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Nigerian President Launches Council To Tackle Malaria

According to the World Health Organization (WHO), Nigeria alone accounts for about 27% of all malaria cases and 32% of malaria deaths globally

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Mohammed Yakubu
Mohammed Yakubu
Mohammed Yakubu is an investigative journalist reporting on public health, human rights, climate change, education, gender issues, and much more.

AFRICA. Nigeria: Muhammadu Buhari, Nigeria’s President has launched the End Malaria Council (EMC) picking a renowned business mogul, Aliko Dangote as its leader. EMC, Transcontinental Times learnt, was aimed at ending malaria disease in the country by 2030.

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While Africa is struggling to end malaria, it accounts for the vast majority of deaths from the disease, with nearly a third of victims in Nigeria.

According to the World Health Organization (WHO), Nigeria alone accounts for about 27% of all malaria cases and 32% of malaria deaths globally.

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During the launch yesterday, in Abuja, the Federal Capital Territory, Buhari inaugurated a 16-member committee charged with the task of ending malaria in the next eight years.

His words, “Our inauguration today will ensure that malaria elimination remains a priority on our agenda with strong political commitment from leaders at all levels. The successful implementation of the council’s agenda will result in improvement in the quality of life.”

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In 2018, the African Union Assembly targeted 2030 to eliminate malaria. This, however, influenced the idea of setting up country-led councils.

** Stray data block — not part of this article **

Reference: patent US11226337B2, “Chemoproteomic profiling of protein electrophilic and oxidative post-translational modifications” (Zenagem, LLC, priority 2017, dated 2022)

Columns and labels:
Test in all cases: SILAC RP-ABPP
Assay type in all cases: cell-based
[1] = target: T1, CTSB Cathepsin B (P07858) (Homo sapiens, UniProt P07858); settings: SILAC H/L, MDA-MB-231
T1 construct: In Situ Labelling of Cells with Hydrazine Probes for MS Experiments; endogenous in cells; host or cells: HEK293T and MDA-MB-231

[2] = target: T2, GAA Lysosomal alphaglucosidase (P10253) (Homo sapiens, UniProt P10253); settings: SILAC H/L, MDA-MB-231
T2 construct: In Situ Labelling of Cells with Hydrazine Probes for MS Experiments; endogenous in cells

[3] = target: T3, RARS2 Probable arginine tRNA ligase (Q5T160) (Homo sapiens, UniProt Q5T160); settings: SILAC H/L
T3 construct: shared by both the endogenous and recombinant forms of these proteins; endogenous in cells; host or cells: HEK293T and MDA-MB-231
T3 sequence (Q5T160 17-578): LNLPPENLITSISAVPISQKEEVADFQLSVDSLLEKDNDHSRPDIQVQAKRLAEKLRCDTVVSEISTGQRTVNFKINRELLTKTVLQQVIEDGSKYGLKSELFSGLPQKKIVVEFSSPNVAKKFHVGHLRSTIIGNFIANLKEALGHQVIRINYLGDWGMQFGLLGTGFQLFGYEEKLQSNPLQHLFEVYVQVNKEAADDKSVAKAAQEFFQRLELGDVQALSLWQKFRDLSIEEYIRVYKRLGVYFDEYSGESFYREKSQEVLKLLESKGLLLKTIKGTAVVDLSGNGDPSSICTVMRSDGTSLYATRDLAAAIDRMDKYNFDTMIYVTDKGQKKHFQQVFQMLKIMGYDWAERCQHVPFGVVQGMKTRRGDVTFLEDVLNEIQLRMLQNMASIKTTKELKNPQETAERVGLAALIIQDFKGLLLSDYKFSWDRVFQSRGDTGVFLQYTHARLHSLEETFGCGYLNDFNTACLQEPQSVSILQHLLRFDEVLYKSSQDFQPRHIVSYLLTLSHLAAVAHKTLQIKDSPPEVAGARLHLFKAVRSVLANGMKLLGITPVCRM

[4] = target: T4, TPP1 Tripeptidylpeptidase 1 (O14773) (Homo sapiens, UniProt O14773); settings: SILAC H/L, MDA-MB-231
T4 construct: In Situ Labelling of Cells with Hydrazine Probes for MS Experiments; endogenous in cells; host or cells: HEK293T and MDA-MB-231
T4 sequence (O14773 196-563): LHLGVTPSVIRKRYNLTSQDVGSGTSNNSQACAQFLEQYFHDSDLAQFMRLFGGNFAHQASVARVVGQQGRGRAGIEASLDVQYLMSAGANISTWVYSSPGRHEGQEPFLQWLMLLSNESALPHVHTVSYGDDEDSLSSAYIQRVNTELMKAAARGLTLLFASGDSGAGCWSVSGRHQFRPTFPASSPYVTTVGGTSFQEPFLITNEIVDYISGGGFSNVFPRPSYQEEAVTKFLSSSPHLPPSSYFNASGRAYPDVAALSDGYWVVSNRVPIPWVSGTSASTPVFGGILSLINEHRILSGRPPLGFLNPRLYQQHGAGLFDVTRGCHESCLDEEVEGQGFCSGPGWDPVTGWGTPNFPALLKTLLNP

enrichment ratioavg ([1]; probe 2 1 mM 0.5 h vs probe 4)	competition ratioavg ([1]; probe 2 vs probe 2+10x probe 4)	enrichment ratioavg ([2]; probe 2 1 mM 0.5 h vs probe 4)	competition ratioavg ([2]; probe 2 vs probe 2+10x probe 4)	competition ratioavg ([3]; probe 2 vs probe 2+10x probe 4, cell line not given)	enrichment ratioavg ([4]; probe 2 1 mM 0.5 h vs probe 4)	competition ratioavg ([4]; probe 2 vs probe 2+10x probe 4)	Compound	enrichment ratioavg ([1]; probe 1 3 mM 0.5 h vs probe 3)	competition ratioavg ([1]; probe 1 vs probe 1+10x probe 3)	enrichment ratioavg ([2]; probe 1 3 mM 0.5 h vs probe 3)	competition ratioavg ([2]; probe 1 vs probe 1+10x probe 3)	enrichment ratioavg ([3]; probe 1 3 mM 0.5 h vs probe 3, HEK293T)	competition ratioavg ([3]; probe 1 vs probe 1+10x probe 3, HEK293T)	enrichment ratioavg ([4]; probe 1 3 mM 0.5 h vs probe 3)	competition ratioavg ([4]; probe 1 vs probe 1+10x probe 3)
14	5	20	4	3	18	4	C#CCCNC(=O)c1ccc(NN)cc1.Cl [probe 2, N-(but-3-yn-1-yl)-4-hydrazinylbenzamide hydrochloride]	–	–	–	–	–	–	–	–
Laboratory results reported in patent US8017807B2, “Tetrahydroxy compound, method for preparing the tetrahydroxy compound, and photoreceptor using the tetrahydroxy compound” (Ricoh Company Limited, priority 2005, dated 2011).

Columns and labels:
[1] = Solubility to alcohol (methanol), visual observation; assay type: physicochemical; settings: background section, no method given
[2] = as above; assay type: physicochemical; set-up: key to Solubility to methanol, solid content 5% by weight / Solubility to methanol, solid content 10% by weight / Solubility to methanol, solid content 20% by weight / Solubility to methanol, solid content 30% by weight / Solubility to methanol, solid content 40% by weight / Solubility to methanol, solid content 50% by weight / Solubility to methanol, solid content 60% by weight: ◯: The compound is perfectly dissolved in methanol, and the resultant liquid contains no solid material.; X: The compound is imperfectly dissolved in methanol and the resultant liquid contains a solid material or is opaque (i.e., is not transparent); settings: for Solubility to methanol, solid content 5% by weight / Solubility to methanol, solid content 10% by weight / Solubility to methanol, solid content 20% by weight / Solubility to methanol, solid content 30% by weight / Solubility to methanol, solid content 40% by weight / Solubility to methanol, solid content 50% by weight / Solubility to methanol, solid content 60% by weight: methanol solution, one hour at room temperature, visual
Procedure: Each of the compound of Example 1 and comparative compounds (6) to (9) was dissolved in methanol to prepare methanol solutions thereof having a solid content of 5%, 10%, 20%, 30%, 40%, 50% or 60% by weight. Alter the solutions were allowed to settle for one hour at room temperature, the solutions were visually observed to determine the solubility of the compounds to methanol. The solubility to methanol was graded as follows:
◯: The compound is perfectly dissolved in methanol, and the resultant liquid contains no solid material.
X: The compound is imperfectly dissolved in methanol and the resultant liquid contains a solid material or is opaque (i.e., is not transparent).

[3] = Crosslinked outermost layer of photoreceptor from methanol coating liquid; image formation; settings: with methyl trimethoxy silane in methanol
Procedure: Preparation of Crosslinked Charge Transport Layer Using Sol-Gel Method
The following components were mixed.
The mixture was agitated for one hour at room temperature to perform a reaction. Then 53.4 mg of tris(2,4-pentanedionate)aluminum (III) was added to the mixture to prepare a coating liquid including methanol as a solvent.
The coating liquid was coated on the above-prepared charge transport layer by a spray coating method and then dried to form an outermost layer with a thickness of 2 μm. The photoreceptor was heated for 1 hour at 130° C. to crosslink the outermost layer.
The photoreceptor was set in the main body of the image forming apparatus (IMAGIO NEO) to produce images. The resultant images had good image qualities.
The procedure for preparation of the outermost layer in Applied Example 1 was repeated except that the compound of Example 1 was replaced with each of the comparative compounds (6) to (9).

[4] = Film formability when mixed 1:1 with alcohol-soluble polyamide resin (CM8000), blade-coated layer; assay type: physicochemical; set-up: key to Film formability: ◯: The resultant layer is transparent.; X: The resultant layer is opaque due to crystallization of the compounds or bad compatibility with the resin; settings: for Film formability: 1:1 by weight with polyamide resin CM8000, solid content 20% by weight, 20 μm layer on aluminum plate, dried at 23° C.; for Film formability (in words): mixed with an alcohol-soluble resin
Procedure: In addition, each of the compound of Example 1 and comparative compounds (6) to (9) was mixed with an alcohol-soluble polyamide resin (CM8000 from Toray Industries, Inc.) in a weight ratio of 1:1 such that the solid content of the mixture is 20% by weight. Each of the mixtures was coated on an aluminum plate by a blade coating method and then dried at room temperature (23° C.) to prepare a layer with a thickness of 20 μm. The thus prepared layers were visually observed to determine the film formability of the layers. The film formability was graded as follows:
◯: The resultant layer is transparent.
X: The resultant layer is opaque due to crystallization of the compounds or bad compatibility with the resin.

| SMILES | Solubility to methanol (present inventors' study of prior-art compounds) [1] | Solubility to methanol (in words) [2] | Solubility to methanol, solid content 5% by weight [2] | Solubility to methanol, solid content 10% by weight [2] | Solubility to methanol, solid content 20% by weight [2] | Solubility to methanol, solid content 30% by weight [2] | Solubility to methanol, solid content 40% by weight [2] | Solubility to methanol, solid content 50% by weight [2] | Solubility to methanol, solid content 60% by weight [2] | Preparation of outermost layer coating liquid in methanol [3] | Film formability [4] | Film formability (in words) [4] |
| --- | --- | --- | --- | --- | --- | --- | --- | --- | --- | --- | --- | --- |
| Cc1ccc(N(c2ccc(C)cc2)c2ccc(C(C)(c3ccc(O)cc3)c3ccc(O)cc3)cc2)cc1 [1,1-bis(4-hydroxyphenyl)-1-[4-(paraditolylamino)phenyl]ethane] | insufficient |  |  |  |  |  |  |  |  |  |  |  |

But Lynda Ozor, WHO Malaria Program Chief, says inadequate funding and lack of innovation are chief factors hindering progress.

Speaking to Voice of Africa on Tuesday, Ozor said, “For me, it represents the highest political commitment to end malaria. The political commitment which we saw yesterday translates to a recommitment to accelerate actions towards ending the disease.

“Malaria is not just a disease but a socioeconomic problem. We hope that very shortly we should be geared towards our elimination goal,” he added.

Eliminating malaria, according to Wellington Oyibo, a parasitologist at the University of Lagos requires a diversified strategy. 

“With the approval of the vaccine last year, every other control measure – vector control, the use of efficacious medicines, the use of diagnostics to confirm fever before treatment, even going further to the reengineering of the environment will be needed. It’s going to be all tools together,” Oyibo told Nigeria-based Channels Television.

Also Read: ‘Perfect Storm’ of Measles Outbreak Ahead, Children at Risk Worldwide, Says WHO

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  • Mohammed Yakubu

    Mohammed Yakubu is an investigative journalist reporting on public health, human rights, climate change, education, gender issues, and much more.

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